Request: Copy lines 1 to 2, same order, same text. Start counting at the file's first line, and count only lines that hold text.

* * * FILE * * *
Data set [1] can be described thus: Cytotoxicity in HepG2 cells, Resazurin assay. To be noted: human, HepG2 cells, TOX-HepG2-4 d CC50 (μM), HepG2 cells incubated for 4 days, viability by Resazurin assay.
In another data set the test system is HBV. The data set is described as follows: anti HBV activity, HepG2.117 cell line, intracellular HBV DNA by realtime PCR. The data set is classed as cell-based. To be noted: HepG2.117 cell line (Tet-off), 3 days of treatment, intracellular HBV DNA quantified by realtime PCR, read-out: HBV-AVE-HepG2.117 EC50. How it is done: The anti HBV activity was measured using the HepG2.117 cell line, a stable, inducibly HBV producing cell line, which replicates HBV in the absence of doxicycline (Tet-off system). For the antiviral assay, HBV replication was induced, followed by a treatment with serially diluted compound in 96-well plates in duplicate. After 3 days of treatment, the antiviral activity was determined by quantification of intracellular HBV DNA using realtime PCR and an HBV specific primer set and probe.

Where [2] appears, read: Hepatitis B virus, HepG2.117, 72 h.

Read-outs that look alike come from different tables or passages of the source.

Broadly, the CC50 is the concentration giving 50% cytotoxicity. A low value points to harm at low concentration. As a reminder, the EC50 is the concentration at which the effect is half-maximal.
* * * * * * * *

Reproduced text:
Data set [1] can be described thus: Cytotoxicity in HepG2 cells, Resazurin assay. To be noted: human, HepG2 cells, TOX-HepG2-4 d CC50 (μM), HepG2 cells incubated for 4 days, viability by Resazurin assay.
In another data set the test system is HBV. The data set is described as follows: anti HBV activity, HepG2.117 cell line, intracellular HBV DNA by realtime PCR. The data set is classed as cell-based. To be noted: HepG2.117 cell line (Tet-off), 3 days of treatment, intracellular HBV DNA quantified by realtime PCR, read-out: HBV-AVE-HepG2.117 EC50. How it is done: The anti HBV activity was measured using the HepG2.117 cell line, a stable, inducibly HBV producing cell line, which replicates HBV in the absence of doxicycline (Tet-off system). For the antiviral assay, HBV replication was induced, followed by a treatment with serially diluted compound in 96-well plates in duplicate. After 3 days of treatment, the antiviral activity was determined by quantification of intracellular HBV DNA using realtime PCR and an HBV specific primer set and probe.